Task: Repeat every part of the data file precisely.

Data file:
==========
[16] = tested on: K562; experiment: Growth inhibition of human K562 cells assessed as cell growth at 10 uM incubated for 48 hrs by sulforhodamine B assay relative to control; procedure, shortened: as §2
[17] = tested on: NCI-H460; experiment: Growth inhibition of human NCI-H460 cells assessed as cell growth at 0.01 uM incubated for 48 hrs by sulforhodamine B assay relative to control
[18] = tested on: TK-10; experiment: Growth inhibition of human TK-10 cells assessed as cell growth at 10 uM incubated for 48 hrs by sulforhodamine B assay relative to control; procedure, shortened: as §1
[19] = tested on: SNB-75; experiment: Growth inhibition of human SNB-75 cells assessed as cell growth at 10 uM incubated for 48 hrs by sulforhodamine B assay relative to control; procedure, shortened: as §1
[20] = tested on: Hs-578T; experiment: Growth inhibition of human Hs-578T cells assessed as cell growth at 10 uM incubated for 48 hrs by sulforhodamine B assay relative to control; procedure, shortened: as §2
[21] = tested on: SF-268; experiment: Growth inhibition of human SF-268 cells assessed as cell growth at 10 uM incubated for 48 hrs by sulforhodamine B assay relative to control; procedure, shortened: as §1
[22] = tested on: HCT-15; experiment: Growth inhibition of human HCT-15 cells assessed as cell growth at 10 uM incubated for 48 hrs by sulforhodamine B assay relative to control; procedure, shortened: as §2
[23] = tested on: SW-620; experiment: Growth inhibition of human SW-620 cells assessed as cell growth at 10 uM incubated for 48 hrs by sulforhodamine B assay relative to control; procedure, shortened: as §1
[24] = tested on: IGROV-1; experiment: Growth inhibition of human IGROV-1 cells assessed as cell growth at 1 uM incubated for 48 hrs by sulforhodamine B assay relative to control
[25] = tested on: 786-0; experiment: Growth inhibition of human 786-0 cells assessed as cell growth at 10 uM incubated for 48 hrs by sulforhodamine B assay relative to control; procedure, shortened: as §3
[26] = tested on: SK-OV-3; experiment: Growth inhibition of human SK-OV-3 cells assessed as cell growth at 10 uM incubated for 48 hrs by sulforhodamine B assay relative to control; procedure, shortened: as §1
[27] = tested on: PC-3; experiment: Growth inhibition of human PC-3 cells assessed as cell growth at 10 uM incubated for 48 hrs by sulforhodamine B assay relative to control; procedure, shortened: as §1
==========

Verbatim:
[16] = tested on: K562; experiment: Growth inhibition of human K562 cells assessed as cell growth at 10 uM incubated for 48 hrs by sulforhodamine B assay relative to control; procedure, shortened: as §2
[17] = tested on: NCI-H460; experiment: Growth inhibition of human NCI-H460 cells assessed as cell growth at 0.01 uM incubated for 48 hrs by sulforhodamine B assay relative to control
[18] = tested on: TK-10; experiment: Growth inhibition of human TK-10 cells assessed as cell growth at 10 uM incubated for 48 hrs by sulforhodamine B assay relative to control; procedure, shortened: as §1
[19] = tested on: SNB-75; experiment: Growth inhibition of human SNB-75 cells assessed as cell growth at 10 uM incubated for 48 hrs by sulforhodamine B assay relative to control; procedure, shortened: as §1
[20] = tested on: Hs-578T; experiment: Growth inhibition of human Hs-578T cells assessed as cell growth at 10 uM incubated for 48 hrs by sulforhodamine B assay relative to control; procedure, shortened: as §2
[21] = tested on: SF-268; experiment: Growth inhibition of human SF-268 cells assessed as cell growth at 10 uM incubated for 48 hrs by sulforhodamine B assay relative to control; procedure, shortened: as §1
[22] = tested on: HCT-15; experiment: Growth inhibition of human HCT-15 cells assessed as cell growth at 10 uM incubated for 48 hrs by sulforhodamine B assay relative to control; procedure, shortened: as §2
[23] = tested on: SW-620; experiment: Growth inhibition of human SW-620 cells assessed as cell growth at 10 uM incubated for 48 hrs by sulforhodamine B assay relative to control; procedure, shortened: as §1
[24] = tested on: IGROV-1; experiment: Growth inhibition of human IGROV-1 cells assessed as cell growth at 1 uM incubated for 48 hrs by sulforhodamine B assay relative to control
[25] = tested on: 786-0; experiment: Growth inhibition of human 786-0 cells assessed as cell growth at 10 uM incubated for 48 hrs by sulforhodamine B assay relative to control; procedure, shortened: as §3
[26] = tested on: SK-OV-3; experiment: Growth inhibition of human SK-OV-3 cells assessed as cell growth at 10 uM incubated for 48 hrs by sulforhodamine B assay relative to control; procedure, shortened: as §1
[27] = tested on: PC-3; experiment: Growth inhibition of human PC-3 cells assessed as cell growth at 10 uM incubated for 48 hrs by sulforhodamine B assay relative to control; procedure, shortened: as §1